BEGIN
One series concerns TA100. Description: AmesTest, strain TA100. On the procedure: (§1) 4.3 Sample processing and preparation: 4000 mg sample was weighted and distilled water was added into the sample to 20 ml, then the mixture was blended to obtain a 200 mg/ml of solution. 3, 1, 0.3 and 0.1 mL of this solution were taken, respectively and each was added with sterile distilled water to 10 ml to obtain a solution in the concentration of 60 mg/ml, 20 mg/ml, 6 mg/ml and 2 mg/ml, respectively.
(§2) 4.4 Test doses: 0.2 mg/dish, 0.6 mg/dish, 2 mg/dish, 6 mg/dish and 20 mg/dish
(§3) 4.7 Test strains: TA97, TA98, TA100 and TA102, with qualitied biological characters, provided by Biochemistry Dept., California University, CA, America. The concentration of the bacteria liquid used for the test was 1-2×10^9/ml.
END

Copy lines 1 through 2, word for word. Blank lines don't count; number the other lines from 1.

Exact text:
One series concerns TA100. Description: AmesTest, strain TA100. On the procedure: (§1) 4.3 Sample processing and preparation: 4000 mg sample was weighted and distilled water was added into the sample to 20 ml, then the mixture was blended to obtain a 200 mg/ml of solution. 3, 1, 0.3 and 0.1 mL of this solution were taken, respectively and each was added with sterile distilled water to 10 ml to obtain a solution in the concentration of 60 mg/ml, 20 mg/ml, 6 mg/ml and 2 mg/ml, respectively.
(§2) 4.4 Test doses: 0.2 mg/dish, 0.6 mg/dish, 2 mg/dish, 6 mg/dish and 20 mg/dish